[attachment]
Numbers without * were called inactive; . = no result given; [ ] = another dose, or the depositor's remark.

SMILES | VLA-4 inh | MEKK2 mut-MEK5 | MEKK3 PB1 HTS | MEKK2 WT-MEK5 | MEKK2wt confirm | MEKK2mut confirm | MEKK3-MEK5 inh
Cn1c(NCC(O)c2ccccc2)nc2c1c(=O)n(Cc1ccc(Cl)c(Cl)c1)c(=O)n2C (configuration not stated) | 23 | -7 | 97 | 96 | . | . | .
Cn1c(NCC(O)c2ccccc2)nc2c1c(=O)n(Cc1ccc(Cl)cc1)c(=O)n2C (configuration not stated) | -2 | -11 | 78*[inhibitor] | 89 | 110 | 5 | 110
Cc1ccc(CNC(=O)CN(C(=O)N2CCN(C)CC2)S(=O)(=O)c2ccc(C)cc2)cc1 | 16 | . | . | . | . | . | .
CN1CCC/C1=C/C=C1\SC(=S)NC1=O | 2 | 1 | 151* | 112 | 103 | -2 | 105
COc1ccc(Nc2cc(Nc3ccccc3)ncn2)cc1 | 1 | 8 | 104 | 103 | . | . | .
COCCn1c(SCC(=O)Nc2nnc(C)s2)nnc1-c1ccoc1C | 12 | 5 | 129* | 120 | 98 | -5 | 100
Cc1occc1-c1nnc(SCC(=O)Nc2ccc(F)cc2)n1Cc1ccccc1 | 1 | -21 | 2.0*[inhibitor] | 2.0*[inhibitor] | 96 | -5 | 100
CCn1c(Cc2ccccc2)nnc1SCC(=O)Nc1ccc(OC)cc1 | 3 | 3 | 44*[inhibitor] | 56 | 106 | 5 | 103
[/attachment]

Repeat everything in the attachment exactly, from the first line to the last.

Numbers without * were called inactive; . = no result given; [ ] = another dose, or the depositor's remark.

SMILES | VLA-4 inh | MEKK2 mut-MEK5 | MEKK3 PB1 HTS | MEKK2 WT-MEK5 | MEKK2wt confirm | MEKK2mut confirm | MEKK3-MEK5 inh
Cn1c(NCC(O)c2ccccc2)nc2c1c(=O)n(Cc1ccc(Cl)c(Cl)c1)c(=O)n2C (configuration not stated) | 23 | -7 | 97 | 96 | . | . | .
Cn1c(NCC(O)c2ccccc2)nc2c1c(=O)n(Cc1ccc(Cl)cc1)c(=O)n2C (configuration not stated) | -2 | -11 | 78*[inhibitor] | 89 | 110 | 5 | 110
Cc1ccc(CNC(=O)CN(C(=O)N2CCN(C)CC2)S(=O)(=O)c2ccc(C)cc2)cc1 | 16 | . | . | . | . | . | .
CN1CCC/C1=C/C=C1\SC(=S)NC1=O | 2 | 1 | 151* | 112 | 103 | -2 | 105
COc1ccc(Nc2cc(Nc3ccccc3)ncn2)cc1 | 1 | 8 | 104 | 103 | . | . | .
COCCn1c(SCC(=O)Nc2nnc(C)s2)nnc1-c1ccoc1C | 12 | 5 | 129* | 120 | 98 | -5 | 100
Cc1occc1-c1nnc(SCC(=O)Nc2ccc(F)cc2)n1Cc1ccccc1 | 1 | -21 | 2.0*[inhibitor] | 2.0*[inhibitor] | 96 | -5 | 100
CCn1c(Cc2ccccc2)nnc1SCC(=O)Nc1ccc(OC)cc1 | 3 | 3 | 44*[inhibitor] | 56 | 106 | 5 | 103